Devoted to the Propagation and Defense of New Testament Christianity
July 13, 1950

The Divine Foundation Of The Great Commission

E. C. Koltenbah. Pekin. Indiana

"All authority hath been given unto me in heaven and on earth." (Matt. 28:18) This sublime and much overlooked statement forms the foundation of the great commission. If Jesus had been unable to make this affirmation the commission would have been meaningless. It spells the difference between deity and mere humanity in Jesus, between social reform and a new creation among his followers, between a system of ethics and a gospel with power to save. We propose to investigate this Biblical gem in its matrix of scriptural truth in an endeavor to answer the following questions: 1. What are the salient features of the authority herein claimed? 2. What, then, is the scope of the all-authority of Jesus Christ? 3. What, further, is the primary reference of the claim of Jesus Christ herein claimed? 4. Is this authority merely that of right, but without divine power? Do the scriptures divorce the authority of Jesus from his exercise of it? Or is the exercise of it the proof of his possession of authority? 5. What is the first concrete example of the exercise of the authority of Jesus and what are some necessarily inherent implications? 6. What is further implied as to the effect of this all-authority in the application of the great commission? 7. What are the inherent implications relative to his all-authority as seen in the terms of the commission? 8. Finally, what interpretation did the apostles place upon the authority of the commission as seen in their execution of it?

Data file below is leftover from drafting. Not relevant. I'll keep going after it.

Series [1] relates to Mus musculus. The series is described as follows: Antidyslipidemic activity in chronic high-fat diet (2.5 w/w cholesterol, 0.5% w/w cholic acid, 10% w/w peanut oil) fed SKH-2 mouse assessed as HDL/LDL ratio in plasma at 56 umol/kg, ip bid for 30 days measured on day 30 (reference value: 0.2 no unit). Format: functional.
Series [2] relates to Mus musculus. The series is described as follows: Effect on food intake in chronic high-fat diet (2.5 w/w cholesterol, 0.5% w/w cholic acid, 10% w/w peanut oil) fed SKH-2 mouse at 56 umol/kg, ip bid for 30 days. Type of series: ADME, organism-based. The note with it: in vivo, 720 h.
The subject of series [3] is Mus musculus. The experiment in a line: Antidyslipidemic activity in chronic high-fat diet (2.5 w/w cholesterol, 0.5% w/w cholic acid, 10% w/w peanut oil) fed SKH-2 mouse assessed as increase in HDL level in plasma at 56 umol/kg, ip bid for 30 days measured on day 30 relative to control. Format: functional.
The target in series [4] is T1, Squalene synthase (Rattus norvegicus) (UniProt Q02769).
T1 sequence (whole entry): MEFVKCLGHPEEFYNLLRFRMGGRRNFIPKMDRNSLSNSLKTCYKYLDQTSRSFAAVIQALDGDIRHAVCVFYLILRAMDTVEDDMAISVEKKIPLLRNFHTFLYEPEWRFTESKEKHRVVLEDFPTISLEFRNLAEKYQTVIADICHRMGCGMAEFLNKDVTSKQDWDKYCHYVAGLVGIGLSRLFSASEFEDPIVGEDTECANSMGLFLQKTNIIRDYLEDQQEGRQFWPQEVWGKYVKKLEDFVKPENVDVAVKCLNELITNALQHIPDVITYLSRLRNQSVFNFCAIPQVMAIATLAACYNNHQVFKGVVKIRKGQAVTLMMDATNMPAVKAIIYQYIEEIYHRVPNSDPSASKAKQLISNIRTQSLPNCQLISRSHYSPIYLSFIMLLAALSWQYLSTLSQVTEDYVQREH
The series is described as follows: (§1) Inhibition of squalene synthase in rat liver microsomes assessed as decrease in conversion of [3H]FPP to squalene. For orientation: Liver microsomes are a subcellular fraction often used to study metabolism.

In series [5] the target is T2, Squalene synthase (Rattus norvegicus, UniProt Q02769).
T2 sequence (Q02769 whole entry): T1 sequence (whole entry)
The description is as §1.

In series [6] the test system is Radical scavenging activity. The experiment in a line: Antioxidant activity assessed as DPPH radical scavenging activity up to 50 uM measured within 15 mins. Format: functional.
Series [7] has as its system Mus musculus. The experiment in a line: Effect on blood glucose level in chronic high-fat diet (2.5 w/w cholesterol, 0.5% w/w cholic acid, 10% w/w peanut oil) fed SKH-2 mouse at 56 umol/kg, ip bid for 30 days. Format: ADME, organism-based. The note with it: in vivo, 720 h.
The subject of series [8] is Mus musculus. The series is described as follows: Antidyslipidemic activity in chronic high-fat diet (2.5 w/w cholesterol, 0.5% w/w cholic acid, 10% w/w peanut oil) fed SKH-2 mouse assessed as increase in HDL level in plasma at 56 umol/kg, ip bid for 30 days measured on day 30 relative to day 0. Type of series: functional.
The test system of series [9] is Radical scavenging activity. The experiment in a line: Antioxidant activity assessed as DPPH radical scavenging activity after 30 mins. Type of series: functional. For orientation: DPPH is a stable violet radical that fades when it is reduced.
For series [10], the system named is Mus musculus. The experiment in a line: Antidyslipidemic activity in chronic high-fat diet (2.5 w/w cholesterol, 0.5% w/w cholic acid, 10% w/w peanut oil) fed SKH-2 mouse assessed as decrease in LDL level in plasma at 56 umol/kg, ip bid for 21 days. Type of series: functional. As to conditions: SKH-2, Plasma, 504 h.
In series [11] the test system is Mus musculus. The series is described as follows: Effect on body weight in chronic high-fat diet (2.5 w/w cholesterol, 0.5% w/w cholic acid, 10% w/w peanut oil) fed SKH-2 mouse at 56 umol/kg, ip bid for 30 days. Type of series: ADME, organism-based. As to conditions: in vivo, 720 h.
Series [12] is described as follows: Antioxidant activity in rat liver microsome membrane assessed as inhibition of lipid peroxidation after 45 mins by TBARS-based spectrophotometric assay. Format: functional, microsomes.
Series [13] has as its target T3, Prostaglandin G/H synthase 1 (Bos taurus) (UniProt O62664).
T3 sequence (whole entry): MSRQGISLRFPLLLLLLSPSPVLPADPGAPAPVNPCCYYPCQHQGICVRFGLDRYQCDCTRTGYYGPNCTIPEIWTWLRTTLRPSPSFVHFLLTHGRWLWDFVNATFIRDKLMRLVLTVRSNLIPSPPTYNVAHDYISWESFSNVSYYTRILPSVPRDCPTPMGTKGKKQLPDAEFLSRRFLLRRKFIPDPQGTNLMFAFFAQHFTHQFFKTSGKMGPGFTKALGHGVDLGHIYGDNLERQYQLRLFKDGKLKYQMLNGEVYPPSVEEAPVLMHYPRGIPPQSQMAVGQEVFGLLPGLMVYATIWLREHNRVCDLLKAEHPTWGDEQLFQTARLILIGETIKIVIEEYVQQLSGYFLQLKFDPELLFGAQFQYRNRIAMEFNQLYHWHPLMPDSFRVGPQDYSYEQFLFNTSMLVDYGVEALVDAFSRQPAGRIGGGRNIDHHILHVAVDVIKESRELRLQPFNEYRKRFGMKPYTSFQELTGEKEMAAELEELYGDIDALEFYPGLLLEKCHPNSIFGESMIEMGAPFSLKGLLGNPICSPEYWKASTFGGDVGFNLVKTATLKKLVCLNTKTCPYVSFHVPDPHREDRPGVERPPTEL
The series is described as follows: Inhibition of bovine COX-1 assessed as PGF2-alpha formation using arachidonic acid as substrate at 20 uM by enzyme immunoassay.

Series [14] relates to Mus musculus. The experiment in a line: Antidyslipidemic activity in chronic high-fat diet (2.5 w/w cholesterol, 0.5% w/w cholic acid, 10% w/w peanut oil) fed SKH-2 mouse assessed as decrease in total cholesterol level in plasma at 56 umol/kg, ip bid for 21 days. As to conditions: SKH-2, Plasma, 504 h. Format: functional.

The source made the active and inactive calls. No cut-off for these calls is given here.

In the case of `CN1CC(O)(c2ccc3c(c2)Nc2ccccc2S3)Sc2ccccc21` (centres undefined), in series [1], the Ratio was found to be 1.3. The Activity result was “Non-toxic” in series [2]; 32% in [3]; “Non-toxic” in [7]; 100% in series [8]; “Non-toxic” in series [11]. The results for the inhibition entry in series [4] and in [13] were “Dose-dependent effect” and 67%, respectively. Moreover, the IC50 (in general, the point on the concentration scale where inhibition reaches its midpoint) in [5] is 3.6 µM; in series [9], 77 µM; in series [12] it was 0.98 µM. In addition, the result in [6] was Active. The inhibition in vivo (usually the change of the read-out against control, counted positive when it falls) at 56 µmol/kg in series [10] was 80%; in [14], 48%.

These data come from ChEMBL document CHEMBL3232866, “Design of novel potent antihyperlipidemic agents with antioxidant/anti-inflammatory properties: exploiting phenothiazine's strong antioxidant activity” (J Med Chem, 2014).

We trust that the readers will appreciate the limitations of space in the presentation of this matter; that of necessity it must be considered largely in extended outline.

Its Features

What are the salient features of the authority herein claimed by Jesus Christ?

'1. That of the "all-authority," or "power," of Jesus. Note first that it is all-inclusive. Jesus affirmed that he had all authority in heaven and on earth. "For He (God) put all things in subjection under his feet." (I Cor. 15:27) Note further that it is all-exclusive. If all authority is Christ's none is left to another. Only God himself is not subject to Christ. (I Cor. 15:27) Furthermore, "no one cometh to the Father, but by Me" (Jn. 14:6), the Lord had said. (Cf. Acts 4:12) This position of authority is to be retained until "all things have been subjected unto him." (I Cor. 15:28) Even then it is not stated that he will be stripped of authority.

Now it is patent that Christ either had this authority as claimed, or he was guilty of high fraud and blasphemy, or else was completely self-deluded. We regard the last alternative too puerile for further notice. As to the second, the high and matchless character of Jesus, the record of his life, his impact upon the history of man, and his matchless code submitted through his apostles, render this view untenable. When it is considered in the light of the New Testament scriptures it is preposterous. One alternative remains, viz., that Jesus is what he claimed and that he possessed the authority he claimed. Hence, it follows that any claim of authority by any other person must of necessity be that of delegation or usurpation. If it be delegated it will be established by due credentials in keeping with the type of authority exercised. If the credentials are wanting the authority is that of usurpation.